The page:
3. Other-Wordly by Yee-Lum Mak and Kelsey Garrity-Riley (Chronicle Books)

Other-Wordly is a gem of a book that has captured weird and wonderful words from across the globe, illustrated with the most beautiful drawings in muted autumn and winter colours that make this an especially apt gift for this time of the year. There is an incredible range of languages within the world, and many contain words that don't exist in other cultures or countries. The first one I always think of if I am talking to international friends about this is the Dutch word gezellig, which in a single word captures the feeling of a cosy atmosphere and togetherness at home with the family. I often say something is 'gezellig' and find it such a shame there isn't an equivalent within the English language so I love that this book brings this wonderful word, and many more, to more people. Other-Wordly is quirky, insightful and one of the most stunning non-fiction books I've had the pleasure to read in a very long time. Read my full review here >>

2. The Little Book of Hygge by Meik Wiking (Penguin)

Hygge is a Danish word that encompasses the feeling of cosiness and living well. Denmark is often called the happiest country on earth and the concept of hygge is one of the main attributions to this. With the darker winter months settling in and people's working and social lives being more busy and stressful than ever before, we can all use a little hygge in our lives. And this gorgeous book by the CEO of the Happiness Research Institute in Copenhagen can help you do just that. The Little Book of Hygge was an absolute delight and inspiration to read. It's filled with tips and tricks to achieving hygge, many of which are really not that hard to achieve as long as you make sure you actually do them. Not only that, but it looks absolutely stunning too and would make a gorgeous gift for friends, family and colleagues, don't you think? We can all use a little more hygge in our lives – and isn't spreading the love of hygge, hygge in itself? This little book has quickly become my bible to a happier lifestyle and I'll be sure to share my own experiences and tips & tricks to a more hyggelig life in 2017. Read my full review here >>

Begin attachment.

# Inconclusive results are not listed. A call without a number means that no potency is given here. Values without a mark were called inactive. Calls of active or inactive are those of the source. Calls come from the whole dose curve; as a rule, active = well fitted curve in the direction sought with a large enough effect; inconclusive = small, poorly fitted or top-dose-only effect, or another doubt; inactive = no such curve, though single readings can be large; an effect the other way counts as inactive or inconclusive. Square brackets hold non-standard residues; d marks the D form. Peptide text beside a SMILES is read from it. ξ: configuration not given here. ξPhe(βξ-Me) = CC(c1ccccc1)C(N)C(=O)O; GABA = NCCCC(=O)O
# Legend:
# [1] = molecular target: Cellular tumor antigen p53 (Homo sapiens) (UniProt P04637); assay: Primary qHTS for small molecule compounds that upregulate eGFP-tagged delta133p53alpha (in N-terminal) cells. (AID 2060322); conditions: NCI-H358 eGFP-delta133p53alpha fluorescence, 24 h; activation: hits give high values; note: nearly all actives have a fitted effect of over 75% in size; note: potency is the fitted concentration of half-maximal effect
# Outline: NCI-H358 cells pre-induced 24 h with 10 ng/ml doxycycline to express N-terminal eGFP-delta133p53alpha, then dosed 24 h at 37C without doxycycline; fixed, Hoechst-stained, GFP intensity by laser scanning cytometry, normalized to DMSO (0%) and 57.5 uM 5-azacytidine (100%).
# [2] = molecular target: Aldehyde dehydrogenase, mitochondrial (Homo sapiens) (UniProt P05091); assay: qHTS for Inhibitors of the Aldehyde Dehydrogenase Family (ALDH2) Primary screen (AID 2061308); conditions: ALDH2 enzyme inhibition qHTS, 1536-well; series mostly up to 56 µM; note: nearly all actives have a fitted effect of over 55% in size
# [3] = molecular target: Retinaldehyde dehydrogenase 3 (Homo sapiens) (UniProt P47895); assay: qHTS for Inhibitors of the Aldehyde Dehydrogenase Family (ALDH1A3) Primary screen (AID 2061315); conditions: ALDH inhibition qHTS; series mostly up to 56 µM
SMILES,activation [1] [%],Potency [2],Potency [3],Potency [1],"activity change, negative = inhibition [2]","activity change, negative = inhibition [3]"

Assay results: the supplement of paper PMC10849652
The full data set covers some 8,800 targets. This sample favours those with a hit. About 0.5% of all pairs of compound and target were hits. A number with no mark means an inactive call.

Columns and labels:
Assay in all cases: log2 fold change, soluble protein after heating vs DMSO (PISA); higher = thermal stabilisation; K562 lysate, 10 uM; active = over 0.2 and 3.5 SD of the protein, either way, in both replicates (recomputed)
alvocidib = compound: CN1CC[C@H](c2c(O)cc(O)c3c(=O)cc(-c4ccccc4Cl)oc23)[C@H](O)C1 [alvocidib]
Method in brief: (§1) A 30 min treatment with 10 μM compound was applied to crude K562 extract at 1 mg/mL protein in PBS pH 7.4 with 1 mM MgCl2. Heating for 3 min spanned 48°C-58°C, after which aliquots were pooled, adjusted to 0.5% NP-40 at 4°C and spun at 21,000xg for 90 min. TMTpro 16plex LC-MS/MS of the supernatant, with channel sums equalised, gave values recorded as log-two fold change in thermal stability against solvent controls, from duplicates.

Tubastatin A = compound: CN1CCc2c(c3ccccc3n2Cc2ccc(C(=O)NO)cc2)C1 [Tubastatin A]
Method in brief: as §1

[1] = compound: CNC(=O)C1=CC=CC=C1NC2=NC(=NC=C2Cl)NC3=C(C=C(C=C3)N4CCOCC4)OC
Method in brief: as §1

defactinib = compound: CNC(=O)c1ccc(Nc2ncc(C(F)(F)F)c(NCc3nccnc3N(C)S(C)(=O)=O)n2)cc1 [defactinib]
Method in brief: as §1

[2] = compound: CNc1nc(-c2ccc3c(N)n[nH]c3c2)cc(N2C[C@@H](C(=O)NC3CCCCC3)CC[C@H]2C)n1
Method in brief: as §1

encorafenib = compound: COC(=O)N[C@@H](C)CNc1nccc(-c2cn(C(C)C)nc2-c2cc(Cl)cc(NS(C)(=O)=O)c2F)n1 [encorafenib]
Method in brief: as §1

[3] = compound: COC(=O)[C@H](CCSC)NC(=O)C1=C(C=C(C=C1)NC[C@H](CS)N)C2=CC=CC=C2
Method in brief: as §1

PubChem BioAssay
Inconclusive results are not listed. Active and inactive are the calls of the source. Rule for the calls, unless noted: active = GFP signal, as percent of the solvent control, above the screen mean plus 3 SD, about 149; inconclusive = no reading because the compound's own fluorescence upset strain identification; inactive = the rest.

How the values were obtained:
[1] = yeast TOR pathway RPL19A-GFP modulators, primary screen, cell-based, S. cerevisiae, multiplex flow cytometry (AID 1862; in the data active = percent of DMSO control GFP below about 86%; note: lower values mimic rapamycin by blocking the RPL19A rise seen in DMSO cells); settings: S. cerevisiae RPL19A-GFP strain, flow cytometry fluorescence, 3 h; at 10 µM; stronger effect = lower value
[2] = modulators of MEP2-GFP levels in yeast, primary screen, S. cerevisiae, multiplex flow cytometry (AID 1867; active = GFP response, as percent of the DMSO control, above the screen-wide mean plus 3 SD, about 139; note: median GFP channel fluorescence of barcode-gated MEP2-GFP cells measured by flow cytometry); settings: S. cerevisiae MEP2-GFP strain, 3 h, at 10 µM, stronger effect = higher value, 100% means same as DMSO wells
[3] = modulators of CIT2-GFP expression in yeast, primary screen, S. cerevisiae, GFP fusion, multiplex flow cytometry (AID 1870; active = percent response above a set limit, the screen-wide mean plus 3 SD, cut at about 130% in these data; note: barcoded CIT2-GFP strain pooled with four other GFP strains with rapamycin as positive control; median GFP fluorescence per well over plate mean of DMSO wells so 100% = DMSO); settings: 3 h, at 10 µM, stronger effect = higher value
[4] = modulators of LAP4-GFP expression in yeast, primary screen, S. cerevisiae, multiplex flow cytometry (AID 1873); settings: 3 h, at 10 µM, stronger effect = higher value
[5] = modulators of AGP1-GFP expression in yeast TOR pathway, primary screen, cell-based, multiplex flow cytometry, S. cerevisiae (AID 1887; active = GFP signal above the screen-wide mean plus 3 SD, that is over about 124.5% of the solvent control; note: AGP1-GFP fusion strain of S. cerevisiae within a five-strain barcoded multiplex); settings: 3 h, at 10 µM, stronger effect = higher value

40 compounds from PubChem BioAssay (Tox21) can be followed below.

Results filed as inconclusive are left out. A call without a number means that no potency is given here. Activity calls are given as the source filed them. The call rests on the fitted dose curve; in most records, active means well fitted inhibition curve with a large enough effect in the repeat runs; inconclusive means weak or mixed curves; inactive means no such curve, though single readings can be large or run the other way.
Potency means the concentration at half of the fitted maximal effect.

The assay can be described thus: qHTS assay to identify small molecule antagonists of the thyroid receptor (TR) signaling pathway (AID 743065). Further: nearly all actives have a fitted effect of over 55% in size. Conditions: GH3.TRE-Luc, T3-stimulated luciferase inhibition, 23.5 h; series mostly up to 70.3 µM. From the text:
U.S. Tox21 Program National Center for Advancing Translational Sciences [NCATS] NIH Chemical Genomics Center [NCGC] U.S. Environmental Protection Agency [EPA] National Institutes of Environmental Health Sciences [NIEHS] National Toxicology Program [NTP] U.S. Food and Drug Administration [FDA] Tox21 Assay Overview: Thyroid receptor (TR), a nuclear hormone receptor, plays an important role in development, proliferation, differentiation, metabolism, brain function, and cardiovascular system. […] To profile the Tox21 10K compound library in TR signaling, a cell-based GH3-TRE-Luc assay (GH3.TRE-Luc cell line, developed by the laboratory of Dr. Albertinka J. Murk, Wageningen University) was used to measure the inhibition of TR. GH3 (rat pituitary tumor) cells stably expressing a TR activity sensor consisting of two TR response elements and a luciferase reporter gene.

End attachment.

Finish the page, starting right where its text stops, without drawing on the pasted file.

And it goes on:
1. Caraval by Stephanie Garber (Hodder & Stoughton)

Caraval is an annual theatre performance, festival, treasure hunt and life-changing game all wrapped into one magical package. Ever since her mother disappeared when Scarlett Dragna was a little girl she has been writing to Legend, the Master of the Caraval, to ask him to travel to her island so she can watch a performance. For seven years her letters go unanswered, until she finally receives a reply and tickets to a special invitation-only Caraval in a private location. In a young adult market over-saturated with similar titles exploring similar worlds and themes, it's a rare joy to find something so unique, imaginative and exciting as Caraval. This is a world, and novel, that is impossible to compare to any other books, as it's so unlike anything I've ever come across before. It has elements of a fantasy, a dystopia, a fairy tale and oodles of magic, packaged into an adventure of a lifetime. It wasn't only the originality that set this novel apart from so many others, it was also the beautiful writing and the wonder that leaps off the pages with each new discovery within the Caraval. This is one of the most innovative, atmospheric and highly original YA novels I've ever read. I cannot wait for January to come around so you can all discover this fantastic world and we can gush over it together! Read my full review here >>

*SPECIAL MENTION* Harry Potter by J.K. Rowling (Bloomsbury)

This is of course not a recent release at all, but because I spent a considerable amount of time rereading (and absolutely loving) these books in 2016 they had to be included. In anticipation of the Fantastic Beasts and Where to Find Them film release I decided to reread the Harry Potter series in its entirety which I hadn't done for many, many years. I used to be a huge Potterhead but as the years passed by my fangirling over this series died down somewhat, however it was reignited with a force this year! Rereading all the books over the course of just a few months was an amazing way to immerse myself into this world again and I even picked up on some subtle details I completely missed the first time around. This is, without a doubt, my favourite series ever and I'm hoping to find the time to reread it every few years as it's so completely worth it. I can't possibly rank it with my list of 2016 favourites because that wouldn't be fair to the newer releases – hence the special mention, which it totally deserves. ♥

And those are my favourite reads of the year! What books did you love in 2016?


  1. I think my three favourites were The Year of Yes, Swing Time, and A Boy Made Of Blocks. So impressed at your 103!

    1. I've heard SUCH great things about A Boy Made of Blocks, I must check it out in 2017 :)